The solution: get some quality electrolyte replacement powders (ie, not Gatorade which is low in sodium and has too much dye and sugar) such as GU2O, Vitalyte (my preferred), Clif Bloks, or Camelback tablets. The key is to balance your water intake with electrolyte replacement while you exert yourself.

Sometimes, I will just bring bananas and salty chips in the truck and use those if I am car-camping. For every hour of working/hiking in the heat, I will have a handful of the above snacks with my water. This is what a lot of my ranching friend do here in AZ.

At the end of the day, I will also add some extra salt into my dinner or campfire meals. We do this on all of our survival courses this time of year and during the summer when we are out, 'round the clock, for ten days in 110 degree heat. That's also why I recommend carrying Bullion Cubes in the survival kit as it helps with replacing sodium and spruces up nasty backcountry water sources.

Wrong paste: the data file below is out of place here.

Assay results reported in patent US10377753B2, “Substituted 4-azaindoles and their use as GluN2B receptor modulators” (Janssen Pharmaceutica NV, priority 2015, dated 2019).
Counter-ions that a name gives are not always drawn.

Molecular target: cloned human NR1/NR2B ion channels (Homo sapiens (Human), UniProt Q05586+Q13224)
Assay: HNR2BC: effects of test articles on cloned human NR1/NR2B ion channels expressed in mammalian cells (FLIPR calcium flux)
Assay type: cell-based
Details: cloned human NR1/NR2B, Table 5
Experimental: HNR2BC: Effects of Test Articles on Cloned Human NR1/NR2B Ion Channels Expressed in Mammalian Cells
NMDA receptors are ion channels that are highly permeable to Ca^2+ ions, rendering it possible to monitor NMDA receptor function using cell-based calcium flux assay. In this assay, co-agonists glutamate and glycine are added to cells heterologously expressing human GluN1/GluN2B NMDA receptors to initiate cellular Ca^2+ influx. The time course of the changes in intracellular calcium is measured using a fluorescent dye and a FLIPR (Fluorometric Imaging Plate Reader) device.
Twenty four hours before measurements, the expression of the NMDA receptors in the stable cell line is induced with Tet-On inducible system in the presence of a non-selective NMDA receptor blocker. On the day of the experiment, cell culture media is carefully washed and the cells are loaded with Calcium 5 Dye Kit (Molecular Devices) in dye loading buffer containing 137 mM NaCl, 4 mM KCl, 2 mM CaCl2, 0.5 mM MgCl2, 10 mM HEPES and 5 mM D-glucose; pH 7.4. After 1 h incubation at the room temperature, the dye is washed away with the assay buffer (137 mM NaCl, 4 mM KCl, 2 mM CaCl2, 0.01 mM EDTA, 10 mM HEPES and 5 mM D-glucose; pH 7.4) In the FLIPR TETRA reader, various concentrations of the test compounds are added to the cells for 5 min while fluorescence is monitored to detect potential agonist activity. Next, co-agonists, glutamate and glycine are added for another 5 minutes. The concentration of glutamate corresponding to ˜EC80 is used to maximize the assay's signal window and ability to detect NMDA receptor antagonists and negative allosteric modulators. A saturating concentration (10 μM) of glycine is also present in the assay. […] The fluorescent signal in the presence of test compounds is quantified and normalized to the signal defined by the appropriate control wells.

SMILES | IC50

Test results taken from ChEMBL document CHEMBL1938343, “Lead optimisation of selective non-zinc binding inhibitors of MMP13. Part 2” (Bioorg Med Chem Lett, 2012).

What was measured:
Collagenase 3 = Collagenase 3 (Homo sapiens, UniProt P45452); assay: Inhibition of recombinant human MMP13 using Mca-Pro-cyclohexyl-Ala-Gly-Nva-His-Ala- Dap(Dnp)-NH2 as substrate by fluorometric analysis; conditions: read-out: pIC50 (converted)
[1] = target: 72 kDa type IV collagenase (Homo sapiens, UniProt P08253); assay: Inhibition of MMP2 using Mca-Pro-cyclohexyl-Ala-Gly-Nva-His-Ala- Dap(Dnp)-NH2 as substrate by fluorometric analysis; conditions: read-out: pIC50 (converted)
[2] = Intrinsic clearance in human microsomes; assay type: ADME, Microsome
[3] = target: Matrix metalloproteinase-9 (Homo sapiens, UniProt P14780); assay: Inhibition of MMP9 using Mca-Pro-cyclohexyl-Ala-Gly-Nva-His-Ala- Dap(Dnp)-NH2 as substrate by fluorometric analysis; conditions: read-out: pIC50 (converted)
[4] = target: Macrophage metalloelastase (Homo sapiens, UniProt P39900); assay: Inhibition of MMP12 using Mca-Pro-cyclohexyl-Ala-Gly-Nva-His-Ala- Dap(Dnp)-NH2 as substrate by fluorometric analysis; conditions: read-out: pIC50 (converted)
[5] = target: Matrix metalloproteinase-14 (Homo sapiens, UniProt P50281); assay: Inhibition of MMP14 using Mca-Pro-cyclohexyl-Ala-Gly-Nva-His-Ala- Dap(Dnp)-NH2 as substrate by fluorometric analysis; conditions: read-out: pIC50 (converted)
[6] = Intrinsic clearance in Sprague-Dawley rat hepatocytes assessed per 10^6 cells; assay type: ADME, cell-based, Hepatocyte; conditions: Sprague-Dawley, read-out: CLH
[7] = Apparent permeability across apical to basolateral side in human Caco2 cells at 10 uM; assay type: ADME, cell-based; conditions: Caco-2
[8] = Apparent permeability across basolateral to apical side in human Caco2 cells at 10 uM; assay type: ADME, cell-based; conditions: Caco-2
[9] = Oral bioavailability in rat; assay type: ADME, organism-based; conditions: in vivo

Again, you have to compensate for lost electrolytes in the heat or your body will suffer. Most folks who venture into the heat of the desert or tropics, know they have to bring plenty of water and be aware of heat-exhaustion but often fail to include the all-important electrolytes and forget about the risks of Hyponatremia. Your survival and equilibrium are dependent on both water and electrolytes.

Get some different replacement powders from the local gear shop and try 'em out (some are tastier than others) and then stuff a bunch into your vehicle, BOB, and survival kit.

Stay cool,

Tony Nester
Ancient Pathways Survival School, LLC